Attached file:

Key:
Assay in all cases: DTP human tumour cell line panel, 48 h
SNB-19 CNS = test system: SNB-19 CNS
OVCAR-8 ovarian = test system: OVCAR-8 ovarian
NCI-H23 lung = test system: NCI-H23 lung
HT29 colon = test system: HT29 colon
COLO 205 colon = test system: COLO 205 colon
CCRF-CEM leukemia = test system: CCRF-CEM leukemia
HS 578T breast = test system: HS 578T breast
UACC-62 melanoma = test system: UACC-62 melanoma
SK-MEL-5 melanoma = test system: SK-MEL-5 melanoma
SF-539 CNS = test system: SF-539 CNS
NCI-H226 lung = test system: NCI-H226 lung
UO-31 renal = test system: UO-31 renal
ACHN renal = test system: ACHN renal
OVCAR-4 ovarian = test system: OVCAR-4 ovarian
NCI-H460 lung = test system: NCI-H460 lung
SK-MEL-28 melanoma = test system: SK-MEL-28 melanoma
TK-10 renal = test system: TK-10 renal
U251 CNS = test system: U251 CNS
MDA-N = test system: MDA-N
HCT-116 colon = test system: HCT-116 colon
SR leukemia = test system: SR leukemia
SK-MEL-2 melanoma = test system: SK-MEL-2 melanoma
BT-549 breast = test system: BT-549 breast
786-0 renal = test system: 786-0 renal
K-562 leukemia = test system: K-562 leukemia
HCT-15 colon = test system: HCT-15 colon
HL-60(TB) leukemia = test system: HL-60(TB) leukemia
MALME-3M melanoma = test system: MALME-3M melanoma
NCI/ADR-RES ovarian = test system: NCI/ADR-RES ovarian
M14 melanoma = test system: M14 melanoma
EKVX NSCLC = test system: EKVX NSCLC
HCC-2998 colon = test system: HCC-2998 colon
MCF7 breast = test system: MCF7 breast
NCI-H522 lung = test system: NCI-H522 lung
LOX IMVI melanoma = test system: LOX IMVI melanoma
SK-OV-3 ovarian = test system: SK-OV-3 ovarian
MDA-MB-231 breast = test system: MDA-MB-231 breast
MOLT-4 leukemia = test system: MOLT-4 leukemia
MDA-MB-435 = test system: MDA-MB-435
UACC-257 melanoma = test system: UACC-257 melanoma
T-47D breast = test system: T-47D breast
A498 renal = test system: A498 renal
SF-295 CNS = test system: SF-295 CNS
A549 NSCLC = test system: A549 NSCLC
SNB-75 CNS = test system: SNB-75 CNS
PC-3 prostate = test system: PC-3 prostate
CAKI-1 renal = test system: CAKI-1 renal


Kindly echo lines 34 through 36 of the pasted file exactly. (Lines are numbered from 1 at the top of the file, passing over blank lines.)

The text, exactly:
HCC-2998 colon = test system: HCC-2998 colon
MCF7 breast = test system: MCF7 breast
NCI-H522 lung = test system: NCI-H522 lung